Israeli children near the Gaza border turn their bomb shelter into a bedroom
Israeli children near the Gaza border turn their bomb shelter into a bedroom
Photo: AFP
Israeli children near the Gaza border turn their bomb shelter into a bedroom

Could music help Israeli kids on Gaza border suffering PTSD?

Therapists strongly recommend parents use music as part of child's coping process; music gives children sense of control and stability and puts them in game-like state of mind, which is considered to be wholesome experience

Matan Tzuri |
Published: 01.26.20 , 09:23
A new study shows the therapeutic effects of music on children living in communities near the border with the Gaza Strip and suffering from post-traumatic stress disorder (PTSD).
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  • The study, conducted by Dr. Moshe Bensimon of the Department of Criminology at Bar-Ilan University, sought to explain how music could assist in treating children after a traumatic event, as the constant rocket threat near the Gaza border forces parents to seek original solutions to calm their children's panic and anxiety.
    Israeli children near the Gaza border turn their bomb shelter into a bedroom Israeli children near the Gaza border turn their bomb shelter into a bedroom
    Israeli children near the Gaza border turn their bomb shelter into a bedroom
    (Photo: AFP)
    Bensimon interviewed dozens of music therapists who treat children from Gaza-bordering communities that are subjected to repeated acts of aggression by Gaza terror groups, mainly rocket fire.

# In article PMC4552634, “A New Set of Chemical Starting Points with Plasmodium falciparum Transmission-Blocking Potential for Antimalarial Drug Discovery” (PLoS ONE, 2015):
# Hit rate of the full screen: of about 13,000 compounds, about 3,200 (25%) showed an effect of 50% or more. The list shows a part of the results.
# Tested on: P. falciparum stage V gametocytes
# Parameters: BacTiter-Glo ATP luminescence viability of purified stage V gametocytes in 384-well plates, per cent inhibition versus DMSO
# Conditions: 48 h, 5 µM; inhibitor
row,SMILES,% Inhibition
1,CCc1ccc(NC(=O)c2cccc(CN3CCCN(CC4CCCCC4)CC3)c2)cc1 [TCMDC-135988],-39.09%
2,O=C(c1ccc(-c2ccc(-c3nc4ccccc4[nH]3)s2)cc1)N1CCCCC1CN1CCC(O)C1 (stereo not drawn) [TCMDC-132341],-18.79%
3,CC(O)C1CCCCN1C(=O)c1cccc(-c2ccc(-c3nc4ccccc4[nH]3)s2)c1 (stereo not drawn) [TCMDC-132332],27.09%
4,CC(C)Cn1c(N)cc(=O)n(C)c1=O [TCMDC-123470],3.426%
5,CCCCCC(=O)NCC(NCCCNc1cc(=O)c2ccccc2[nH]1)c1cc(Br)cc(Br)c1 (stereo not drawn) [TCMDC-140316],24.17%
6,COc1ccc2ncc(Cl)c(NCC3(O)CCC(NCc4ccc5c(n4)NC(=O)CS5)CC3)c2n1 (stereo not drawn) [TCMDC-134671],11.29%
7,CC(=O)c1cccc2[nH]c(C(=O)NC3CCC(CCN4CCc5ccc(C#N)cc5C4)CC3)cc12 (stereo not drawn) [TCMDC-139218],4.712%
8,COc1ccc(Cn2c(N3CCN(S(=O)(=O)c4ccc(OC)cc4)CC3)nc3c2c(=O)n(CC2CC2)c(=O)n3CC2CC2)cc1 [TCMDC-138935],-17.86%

Bensimon then formulated practical models and tools to examine how music could relieve patients' symptoms.
    "The use of music brings enjoyment, empowerment and gives control back to the patients," Bensimon said.
    "The more you repeat this action, it creates a new experience and re-frames the trauma. This way, the traumatic memory is perceived as less scary and intimidating for children from Gaza-bordering communities."
    Dr. Moshe Bensimon Dr. Moshe Bensimon
    Dr. Moshe Bensimon
    (Photo: Bar-Ilan University)
    Therapists strongly recommend that parents use music as part of their child's coping process, also because music gives children a sense of control and stability and puts them in a game-like state of mind, which is considered to be a wholesome experience.
    Treatment by music detaches the patients from reality and gives way to their imagination to navigate through different social situations.
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